Welcome to the Grafton Historical Society’s Web Page

Preserve the Past... ...Enlighten the future

The Society’s mission is to collect, preserve, interpret and share information and artifacts of Grafton, New York and its environs with the people of the community. The Town of Grafton was settled in the 1780's and 1790's by pioneers moving westward from New England and by Dutch settlers moving up the Hudson River. The land at this time was a part of the Northeast Manor of Rensselaerwyck owned by the VanRensselaer’s. This area was known as Roxborough. Farmers whose lands were devastated by the Revolutionary War were attracted to the leases of large tracts of land offered by the Patroon. The boundaries of the town were set up and the town officials were chosen on March 20, 1807. In the record book containing the minutes of the first meeting, the election or appointment of officials such as Supervisor, Constable and Justice are listed. Other officials were Pound-keepers, Fence-viewers, and Overseers of the Poor. • Pound-keepers were in charge of stray horses, cows, sheep and pigs. They kept these animals at a designated location until reclaimed by their owners. • Fence-viewers settled all boundary line disputes and the • Overseer of the Poor was in charge of seeing to the welfare of the elderly, orphans, or infirmed who had no families to care for them. Most of the small towns in the area appointed these officials. The early settlers of the town devoted much of their time to clearing the land and planting such crops as were necessary to their survival. As the land clearing took place and housing materials were needed, sawmills became big business with as many as 50 mills over the years; the earliest being set up in 1800, before the town was officially erected. As by-products of the logging industry, charcoal and potash were manufactured in great quantity. By 1813, when the town was six years old, it had progressed enough to have 10 school districts set up. The districts numbered as high as 14 over the years, but possibly not all districts built schools. Also in 1813 the assessment rolls showed the following businesses in our town: Sawmills (6); Cider Mills (4); Lime House (1); Blacksmith Shop (1); Shoemaker-Tan Shop (1); Grist Mill (1). In 1814, a cheese house was added to the list, indicating an abundance of cows at that time. The town reached a peak around 1840 and was a flourishing community with churches, stores, lovely homes and many businesses. By 1850, the population was 2033, more than the present day census. During this period of rapid growth, the people of the nearby mountains did not own their land outright and were under the control of the patroon system, even after 30 plus years of settlement. The old patroon had been very lenient with his tenants and had let the rents accumulate over a number of years. When he died in 1839, his son began exerting pressure on the farmers to pay the back rents. Since the rents were to be paid with a portion of the yearly crops, to pay up the accumulation at one time would have taken all the people had. The uprising of the farmers all across the Northeast Districts came to be known as the Anti-Rent Wars. Whenever the patroon sent rent collectors or the sheriff traveling through the hills to serve evictions or collect rents, sounds of tin horns blowing could be heard for miles around. This blowing of the tin horn sounded an alarm from farm to farm, and farmers disguised in long "dresses" and hoods would descend upon the unlucky individual and drive them back to Troy and Albany, often wearing tar and feathers. One of the killings that took place at this time was that of Elijah Smith, a Grafton man who was a sympathizer with the patroon. He was set upon and killed by a band of men and his tombstone reads "Killed by Anti-Renters dressed in disguise". The only know flag carried during the Anti-Rent War hangs in the Grafton Town Hall today. In 1850 the anti-rent problems were solved when a Supreme Court ruling removed the patroons from power. During the boom of the 1850's, many new industries were set up. Among them were: • Grafton Mineral Paint Company - Shipped to Boston, then to England, 600-700 tons per year. • Blue Factory - established for the manufacture of blue dye. This was used over a wide local area and exported to Europe. • Scriven's Shirt Shop - started as a home sewing business and eventually grew to a large well-known factory In Grafton. • Tilley's Barrel Company - manufactured wooden barrels and later became Tilley Ladder Company. The 1855 census lists these other businesses and occupations: blacksmiths, hotel keepers, mercantile, clerk, physician, teacher, shoemaker, artist, copper, miller, tinker, toll collector, teamsters, mechanics, sawyers, painters and servants. After this period of movement and progress for the town, came the Civil War. Nearly all eligible men from 14-40 went off to the war. The businesses and farms suffered badly during this period and never recovered to the level it had prior to the war. In the late 1800's and early 1900's, Grafton had another boom in the form of the tourist industry. Because of the abundance of the picturesque lakes in the town, it became a popular summer resort. Several large and luxurious hotels were built and the former Tilley farm became the Troy Times Fresh Air Home for children from the cities. Today, Grafton has regained some of its popularity as a summer area. Many tourists enjoy the Grafton Lakes State Park and the surrounding lakes. Summer homes are still popular and several day camps for children exist in the town. At this time, there is very little industry in Grafton. It is mainly residential and has maintained its small town image throughout it 192 years of growth and change.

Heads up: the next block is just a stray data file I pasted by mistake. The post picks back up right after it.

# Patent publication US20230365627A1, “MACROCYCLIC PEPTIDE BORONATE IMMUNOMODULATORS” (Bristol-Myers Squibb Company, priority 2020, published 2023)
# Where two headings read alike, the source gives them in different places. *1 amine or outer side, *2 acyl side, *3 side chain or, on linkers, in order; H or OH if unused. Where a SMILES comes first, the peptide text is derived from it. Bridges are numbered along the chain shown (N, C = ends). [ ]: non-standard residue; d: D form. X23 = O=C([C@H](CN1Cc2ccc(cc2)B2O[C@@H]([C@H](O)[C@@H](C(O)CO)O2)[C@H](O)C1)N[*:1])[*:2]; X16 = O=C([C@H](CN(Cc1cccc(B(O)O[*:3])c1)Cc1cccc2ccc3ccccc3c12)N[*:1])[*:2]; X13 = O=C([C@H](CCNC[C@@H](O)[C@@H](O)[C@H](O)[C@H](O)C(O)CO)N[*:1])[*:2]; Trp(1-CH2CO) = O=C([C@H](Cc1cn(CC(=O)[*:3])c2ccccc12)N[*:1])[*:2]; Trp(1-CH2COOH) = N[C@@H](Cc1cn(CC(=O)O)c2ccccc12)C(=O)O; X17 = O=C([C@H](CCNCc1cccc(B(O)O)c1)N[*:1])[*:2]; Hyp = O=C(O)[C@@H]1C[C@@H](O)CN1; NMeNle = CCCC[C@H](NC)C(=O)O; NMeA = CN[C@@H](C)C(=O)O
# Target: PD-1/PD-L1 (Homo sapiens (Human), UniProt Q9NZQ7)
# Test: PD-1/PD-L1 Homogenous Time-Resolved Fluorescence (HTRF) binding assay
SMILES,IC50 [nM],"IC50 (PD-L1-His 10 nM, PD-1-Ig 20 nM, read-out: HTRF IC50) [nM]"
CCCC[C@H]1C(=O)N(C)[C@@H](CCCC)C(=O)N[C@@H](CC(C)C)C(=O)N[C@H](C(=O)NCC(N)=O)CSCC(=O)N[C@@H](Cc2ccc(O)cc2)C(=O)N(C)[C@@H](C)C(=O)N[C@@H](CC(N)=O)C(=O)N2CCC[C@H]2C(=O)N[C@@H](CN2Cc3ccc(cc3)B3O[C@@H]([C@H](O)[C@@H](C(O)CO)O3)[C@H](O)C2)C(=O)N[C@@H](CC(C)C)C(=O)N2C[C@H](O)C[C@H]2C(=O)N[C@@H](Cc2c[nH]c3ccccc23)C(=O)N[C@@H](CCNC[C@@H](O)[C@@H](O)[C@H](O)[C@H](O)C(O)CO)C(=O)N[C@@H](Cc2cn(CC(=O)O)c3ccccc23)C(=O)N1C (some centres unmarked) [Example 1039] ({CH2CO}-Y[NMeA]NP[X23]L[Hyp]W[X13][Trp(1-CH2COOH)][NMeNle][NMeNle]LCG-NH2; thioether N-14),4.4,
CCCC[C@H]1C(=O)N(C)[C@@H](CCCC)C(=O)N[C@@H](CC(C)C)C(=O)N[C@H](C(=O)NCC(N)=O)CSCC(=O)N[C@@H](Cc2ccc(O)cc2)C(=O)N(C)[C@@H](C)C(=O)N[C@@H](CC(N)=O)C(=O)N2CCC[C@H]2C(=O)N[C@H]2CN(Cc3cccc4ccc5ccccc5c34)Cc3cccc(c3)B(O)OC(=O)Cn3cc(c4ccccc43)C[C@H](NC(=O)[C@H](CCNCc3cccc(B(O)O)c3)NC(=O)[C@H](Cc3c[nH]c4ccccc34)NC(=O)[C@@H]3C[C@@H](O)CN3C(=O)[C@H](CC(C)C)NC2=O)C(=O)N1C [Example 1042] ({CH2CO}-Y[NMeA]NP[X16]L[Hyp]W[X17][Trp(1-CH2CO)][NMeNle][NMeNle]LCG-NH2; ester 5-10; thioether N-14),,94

Posted by Matthew Kirchner Read more Comments (0) 17.21.


Web Site Reconstruction.

Grafton Historical Society webpage is getting an unexpected "facelift"

Recently, GRAFTONNY.ORG was updated to prevent code vulnerabilities in its existing content management system(CMS) due to it being compromised. The Grafton Historical Society Web Page was recently effected by this update that was applied to it's root domain level, rendering them both unviewable. Since then, this page you are viewing has been put in its place until a later date when a permenent solution can be applied. Please return to this page frequently for any updates. Thank you for your patience.

Posted by Matthew Kirchner Read more Comments (0) 07.18.